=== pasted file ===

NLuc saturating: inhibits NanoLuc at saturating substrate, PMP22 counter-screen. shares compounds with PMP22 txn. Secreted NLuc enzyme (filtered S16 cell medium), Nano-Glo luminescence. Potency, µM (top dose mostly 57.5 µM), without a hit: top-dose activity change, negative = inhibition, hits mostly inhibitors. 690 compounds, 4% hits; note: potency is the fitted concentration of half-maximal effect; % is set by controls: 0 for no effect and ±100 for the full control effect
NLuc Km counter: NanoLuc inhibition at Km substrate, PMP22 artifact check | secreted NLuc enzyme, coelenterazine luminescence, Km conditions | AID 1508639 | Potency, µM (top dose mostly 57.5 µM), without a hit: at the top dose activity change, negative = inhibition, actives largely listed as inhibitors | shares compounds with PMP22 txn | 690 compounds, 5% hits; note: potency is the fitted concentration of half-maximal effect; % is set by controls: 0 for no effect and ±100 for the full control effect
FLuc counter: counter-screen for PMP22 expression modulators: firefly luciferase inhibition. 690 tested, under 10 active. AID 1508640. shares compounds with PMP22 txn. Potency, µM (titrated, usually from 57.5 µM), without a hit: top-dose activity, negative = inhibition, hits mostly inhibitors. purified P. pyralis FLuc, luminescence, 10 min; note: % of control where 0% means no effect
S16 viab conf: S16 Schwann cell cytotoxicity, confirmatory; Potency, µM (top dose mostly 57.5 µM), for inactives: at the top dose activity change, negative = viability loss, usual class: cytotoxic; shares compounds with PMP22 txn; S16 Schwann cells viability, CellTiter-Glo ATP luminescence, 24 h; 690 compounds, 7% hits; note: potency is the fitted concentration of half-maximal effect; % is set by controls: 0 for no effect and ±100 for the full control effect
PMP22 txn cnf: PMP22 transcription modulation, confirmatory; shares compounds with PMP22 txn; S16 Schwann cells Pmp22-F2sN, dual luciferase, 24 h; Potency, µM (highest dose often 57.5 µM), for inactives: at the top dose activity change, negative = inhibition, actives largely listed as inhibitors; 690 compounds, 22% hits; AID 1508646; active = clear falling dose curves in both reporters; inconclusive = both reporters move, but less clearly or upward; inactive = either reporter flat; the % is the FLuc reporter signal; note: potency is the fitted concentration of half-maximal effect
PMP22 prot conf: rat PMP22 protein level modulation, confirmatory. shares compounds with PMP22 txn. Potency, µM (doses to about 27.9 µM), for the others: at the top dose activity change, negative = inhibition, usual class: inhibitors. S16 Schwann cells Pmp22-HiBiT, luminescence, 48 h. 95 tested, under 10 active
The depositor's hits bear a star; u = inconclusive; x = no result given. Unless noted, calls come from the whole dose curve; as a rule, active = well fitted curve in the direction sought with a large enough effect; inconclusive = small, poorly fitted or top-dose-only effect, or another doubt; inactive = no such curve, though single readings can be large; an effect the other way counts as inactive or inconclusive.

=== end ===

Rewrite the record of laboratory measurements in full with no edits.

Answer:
NLuc saturating: inhibits NanoLuc at saturating substrate, PMP22 counter-screen. shares compounds with PMP22 txn. Secreted NLuc enzyme (filtered S16 cell medium), Nano-Glo luminescence. Potency, µM (top dose mostly 57.5 µM), without a hit: top-dose activity change, negative = inhibition, hits mostly inhibitors. 690 compounds, 4% hits; note: potency is the fitted concentration of half-maximal effect; % is set by controls: 0 for no effect and ±100 for the full control effect
NLuc Km counter: NanoLuc inhibition at Km substrate, PMP22 artifact check | secreted NLuc enzyme, coelenterazine luminescence, Km conditions | AID 1508639 | Potency, µM (top dose mostly 57.5 µM), without a hit: at the top dose activity change, negative = inhibition, actives largely listed as inhibitors | shares compounds with PMP22 txn | 690 compounds, 5% hits; note: potency is the fitted concentration of half-maximal effect; % is set by controls: 0 for no effect and ±100 for the full control effect
FLuc counter: counter-screen for PMP22 expression modulators: firefly luciferase inhibition. 690 tested, under 10 active. AID 1508640. shares compounds with PMP22 txn. Potency, µM (titrated, usually from 57.5 µM), without a hit: top-dose activity, negative = inhibition, hits mostly inhibitors. purified P. pyralis FLuc, luminescence, 10 min; note: % of control where 0% means no effect
S16 viab conf: S16 Schwann cell cytotoxicity, confirmatory; Potency, µM (top dose mostly 57.5 µM), for inactives: at the top dose activity change, negative = viability loss, usual class: cytotoxic; shares compounds with PMP22 txn; S16 Schwann cells viability, CellTiter-Glo ATP luminescence, 24 h; 690 compounds, 7% hits; note: potency is the fitted concentration of half-maximal effect; % is set by controls: 0 for no effect and ±100 for the full control effect
PMP22 txn cnf: PMP22 transcription modulation, confirmatory; shares compounds with PMP22 txn; S16 Schwann cells Pmp22-F2sN, dual luciferase, 24 h; Potency, µM (highest dose often 57.5 µM), for inactives: at the top dose activity change, negative = inhibition, actives largely listed as inhibitors; 690 compounds, 22% hits; AID 1508646; active = clear falling dose curves in both reporters; inconclusive = both reporters move, but less clearly or upward; inactive = either reporter flat; the % is the FLuc reporter signal; note: potency is the fitted concentration of half-maximal effect
PMP22 prot conf: rat PMP22 protein level modulation, confirmatory. shares compounds with PMP22 txn. Potency, µM (doses to about 27.9 µM), for the others: at the top dose activity change, negative = inhibition, usual class: inhibitors. S16 Schwann cells Pmp22-HiBiT, luminescence, 48 h. 95 tested, under 10 active
The depositor's hits bear a star; u = inconclusive; x = no result given. Unless noted, calls come from the whole dose curve; as a rule, active = well fitted curve in the direction sought with a large enough effect; inconclusive = small, poorly fitted or top-dose-only effect, or another doubt; inactive = no such curve, though single readings can be large; an effect the other way counts as inactive or inconclusive.